In a year that has seen impressive rises in several renewable energy stocks, the more than 1,000% rise in the stock of fuel cell supplier Plug Power (PLUG 5.27%) has been astonishing. And to think shareholders probably began 2020 hoping for the stock to perform similarly to the 155% gain it had in 2019.
But how about the coming year? Investors who had been watching Plug's story play out from the sidelines this year are likely wondering if it's too late to pick up shares or if the stock is headed for even greater heights in the coming months. Let's take a look at what drove the stock higher in 2020 and what investors can expect in 2021.
How this hydrogen hopeful stock got here
Through the first five months of 2020, Plug Power performed well for investors, climbing 33% -- especially noteworthy considering the S&P 500 dipped 6%. Shaking off the company's mediocre fourth-quarter 2019 earnings report, investors instead responded to the numerous analyst upgrades of the stock and management's reinstated confidence that the company was on track to meet its ambitious 2024 targets.
Then summer rolled in and the stock really heated up. Charged up about the company's growth prospects, investors celebrated the company's announcements regarding acquisitions of United Hydrogen Group and Giner ELX -- two deals that led management to boost its 2024 forecasts even higher. Later in the summer, the company's announcement that it had beat analysts' estimated on both the top and bottom lines for the second quarter helped to drive shares higher.
Investors' enthusiasm for Plug remained. Based on Plug announcing strong sales growth for the third quarter and confidence it would achieve its 2020 targets, plus news that the company was progressing in building out its green hydrogen network, shares raced higher in November. And there was a continued flurry of analyst upgrades.
Taking a step back and surveying the terrain
There's no denying that there are some encouraging signs regarding Plug Power's progress in 2020. The acquisitions of United Hydrogen Group and Giner ELX will surely benefit the company in the coming years, and Plug's ability to consistently convince customers of the value proposition it offers with its fuel cells (such as the recently expanded deal with Walmart) is noteworthy, considering its fuel cell peers, Ballard Power Systems and FuelCell Energy, haven't demonstrated the same prowess.
But a company's ability to grow revenue isn't enough substance for shareholders to drive the stock up more than 100-fold in one year, right? One would expect to find that 2020 was the year in which Plug finally proved that it could generate a profit from its fuel cell dealings. Alas, it wasn't the case.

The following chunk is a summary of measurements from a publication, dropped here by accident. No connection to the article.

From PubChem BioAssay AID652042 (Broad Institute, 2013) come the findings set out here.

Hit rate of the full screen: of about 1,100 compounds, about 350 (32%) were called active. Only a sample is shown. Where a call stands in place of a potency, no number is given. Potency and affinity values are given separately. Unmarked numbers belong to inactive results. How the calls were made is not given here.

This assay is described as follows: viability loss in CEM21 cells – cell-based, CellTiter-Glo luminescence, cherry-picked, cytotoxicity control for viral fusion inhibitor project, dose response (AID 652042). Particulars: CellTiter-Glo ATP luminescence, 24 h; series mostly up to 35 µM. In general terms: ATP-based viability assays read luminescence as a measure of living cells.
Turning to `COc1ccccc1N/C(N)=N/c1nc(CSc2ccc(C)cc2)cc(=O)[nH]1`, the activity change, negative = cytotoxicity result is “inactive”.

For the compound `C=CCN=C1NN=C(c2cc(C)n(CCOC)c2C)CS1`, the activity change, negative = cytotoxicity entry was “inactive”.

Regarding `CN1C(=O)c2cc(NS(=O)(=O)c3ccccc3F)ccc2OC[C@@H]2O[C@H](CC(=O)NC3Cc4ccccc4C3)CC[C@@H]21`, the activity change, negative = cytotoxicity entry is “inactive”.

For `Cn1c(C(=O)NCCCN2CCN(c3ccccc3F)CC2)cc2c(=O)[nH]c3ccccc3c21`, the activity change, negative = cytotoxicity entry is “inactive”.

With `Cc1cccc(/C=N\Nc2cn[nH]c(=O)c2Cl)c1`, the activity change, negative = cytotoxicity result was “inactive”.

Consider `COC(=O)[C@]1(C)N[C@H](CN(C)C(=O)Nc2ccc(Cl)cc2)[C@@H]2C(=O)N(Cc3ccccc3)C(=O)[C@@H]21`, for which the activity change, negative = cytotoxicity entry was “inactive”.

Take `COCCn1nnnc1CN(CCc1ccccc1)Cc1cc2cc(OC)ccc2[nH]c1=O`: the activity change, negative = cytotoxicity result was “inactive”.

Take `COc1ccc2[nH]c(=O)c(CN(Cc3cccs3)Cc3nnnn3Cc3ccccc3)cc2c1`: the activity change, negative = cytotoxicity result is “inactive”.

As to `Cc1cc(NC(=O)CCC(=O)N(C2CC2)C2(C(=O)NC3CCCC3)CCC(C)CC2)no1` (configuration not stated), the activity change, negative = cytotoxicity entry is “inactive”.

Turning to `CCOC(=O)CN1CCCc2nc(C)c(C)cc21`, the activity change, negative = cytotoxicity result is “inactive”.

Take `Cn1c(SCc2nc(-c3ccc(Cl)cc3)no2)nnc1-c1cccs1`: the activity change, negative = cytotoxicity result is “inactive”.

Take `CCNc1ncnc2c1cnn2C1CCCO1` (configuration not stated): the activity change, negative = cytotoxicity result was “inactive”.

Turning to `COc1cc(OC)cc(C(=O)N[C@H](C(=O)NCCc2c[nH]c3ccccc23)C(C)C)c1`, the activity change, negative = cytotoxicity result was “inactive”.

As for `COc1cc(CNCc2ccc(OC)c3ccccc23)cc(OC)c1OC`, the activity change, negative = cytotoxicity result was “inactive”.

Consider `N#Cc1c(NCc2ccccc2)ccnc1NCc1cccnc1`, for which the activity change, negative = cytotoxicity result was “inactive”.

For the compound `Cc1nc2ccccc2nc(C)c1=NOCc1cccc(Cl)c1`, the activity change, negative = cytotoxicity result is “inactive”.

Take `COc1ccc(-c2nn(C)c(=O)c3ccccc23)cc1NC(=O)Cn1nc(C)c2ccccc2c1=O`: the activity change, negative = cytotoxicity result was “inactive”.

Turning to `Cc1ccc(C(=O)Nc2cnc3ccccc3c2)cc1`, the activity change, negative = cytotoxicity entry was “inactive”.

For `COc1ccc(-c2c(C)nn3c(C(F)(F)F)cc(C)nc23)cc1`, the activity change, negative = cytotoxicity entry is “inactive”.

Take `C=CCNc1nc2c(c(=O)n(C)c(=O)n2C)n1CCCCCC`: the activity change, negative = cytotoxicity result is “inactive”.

In fact, over the past 10 years, 2020 has been the year (so far -- we'll have to wait to see what the company reports for Q4) that Plug has faced the greatest challenge in generating cash from its operations. This led it to raise nearly $1 billion in capital through the issuance of 44 million new shares of stock.
But it seems like burning through cash at an unprecedented pace, reporting a red-colored bottom line, and diluting shareholders are all non-factors for those who hold fast to Plug Power's bull case.
Putting the price tag in perspective
Now that we've taken a look at the good and bad from Plug this past year, let's consider the stock's valuation. Since Plug is unprofitable and doesn't generate positive cash flow, we can't use earnings-based valuation metrics. Instead, we're left assessing the stock with the price-to-sales metric. In doing so, we find that shares are currently trading at 36.2 times sales -- pretty steep considering its five-year average multiple is 4.5, according to Morningstar, and the fact that the multiple for the S&P 500 is 2.7.
Now, I'm not averse to paying a high price for a stock; however, if I'm going to splurge on a stock that's trading at a rich valuation like Plug is currently, I'd much rather have confidence that the company is on the right trajectory toward growing cash flow and profits -- two things that are not evident with Plug at the moment.
Tread carefully before taking a position
The phenomenon related to Plug Power and its stock is remarkable. It has a cult-like following, and the bulls seem to focus on any positive developments and ignore the worrying signs. It's quite possible that shares could soar higher in 2021, but it's also possible that I could buy a scratch-off lottery ticket and win a million dollars. And that's what an investment in Plug seems to be at this point: A gamble.
Investors who find Plug Power compelling and believe that investing in it is a viable way to profit from the shift to a hydrogen economy should certainly watch to see what the company reports for the last quarter of 2020. And for those who do choose to roll the dice with the stock, be absolutely sure that you have an ample threshold for risk. For those who don't, rest assured, there are plenty of other worthy renewable energy stocks to consider.